"You're no Thomas Jefferson": Trump goes after the "human conveyor belt," Mike Pence

If I were at the center of a possible criminal conspiracy to overturn a national election, I’d refrain from antagonizing a blockbuster witness who’s sitting on the sidelines.


Especially since the January 6 committee still has several hearings left, including one in primetime.

Can you imagine the hype if they managed to convince Mike Pence to testify live against Trump at the final 8 p.m. event?

Maybe Trump is keeping that in mind. His criticism of Pence at the Faith & Freedom Coalition conference today was mild, even insisting that he never called him a “wimp” for refusing to block certification of the electoral college on January 6. Which may be true, technically: The word he once used to describe Pence, according to an aide to Ivanka Trump, was “pussy.”

But he did criticize Pence in today’s speech in the course of doubling down on “stop the steal” once again:

There was this too. The 1800 incident involving Thomas Jefferson he mentions is convoluted but this will catch you up if you’re curious:


One irony of invoking Jefferson in the context of the insurrection is that he was probably the least authoritarian of the Founding Fathers, the man who once wrote that “the tree of liberty must be refreshed from time to time with the blood of patriots & tyrants.” Another is that Pence too has invoked the Framers when explaining his actions on January 6. Last November, at an event at the University of Iowa, he was asked who told him to defy Trump’s plan to overturn the election. “James Madison,” Pence replied.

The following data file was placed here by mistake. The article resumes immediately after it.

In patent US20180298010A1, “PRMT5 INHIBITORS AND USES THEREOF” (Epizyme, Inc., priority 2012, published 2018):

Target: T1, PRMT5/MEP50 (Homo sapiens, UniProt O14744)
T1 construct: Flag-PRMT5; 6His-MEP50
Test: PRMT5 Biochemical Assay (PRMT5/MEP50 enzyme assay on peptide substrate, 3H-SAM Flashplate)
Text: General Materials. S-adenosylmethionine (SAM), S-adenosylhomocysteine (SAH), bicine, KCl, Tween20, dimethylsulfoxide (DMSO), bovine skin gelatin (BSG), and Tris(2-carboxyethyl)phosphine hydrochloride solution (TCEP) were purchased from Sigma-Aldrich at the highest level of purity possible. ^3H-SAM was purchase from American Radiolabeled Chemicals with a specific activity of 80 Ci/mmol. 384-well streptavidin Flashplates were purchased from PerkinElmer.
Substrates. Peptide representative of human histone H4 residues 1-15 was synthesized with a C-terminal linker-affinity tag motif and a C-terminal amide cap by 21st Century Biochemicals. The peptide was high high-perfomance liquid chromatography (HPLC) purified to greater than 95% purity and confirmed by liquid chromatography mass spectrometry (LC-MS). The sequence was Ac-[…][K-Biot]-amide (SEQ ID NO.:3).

Which is a good answer in virtually any situation.

Anyway, Team Pence says Trump is lying:

A third irony of today’s address is captured by this Politico reporter:

Pence was added to the ticket in 2016 at the urging of Paul Manafort, who feared Trump would be a tough sell to Christian conservatives given the, uh, entire history of his personal life. Pence’s evangelical credentials were impeccable, lending Trump the credibility he needed to win over social conservatives. Now it’s Trump who’s the star guest at the Faith & Freedom conference a year after Pence was heckled there as a “traitor” for refusing to participate in a coup. The 2016 ticket combined nationalism and Christianity; the Christian nationalist byproduct of their union is much more like Trump in spirit than Pence.


There’s still time to make amends, Mike. Testify. Tim Miller makes the case:

Mike Pence has the opportunity to put a stake through the heart of the man who abused him and left him for dead. That chance is right now. Before this committee.

He could testify in front of the entire world and with the eyes of history upon him that Donald Trump was a traitor to America who spurred on a mob in an illegal attempt to stay in power. It would be a moment that would reverberate for ages.

Mike Pence may no longer be working under an oath that requires such testimony, but he nevertheless has a duty to his country to speak the whole truth and let the chips fall where they may.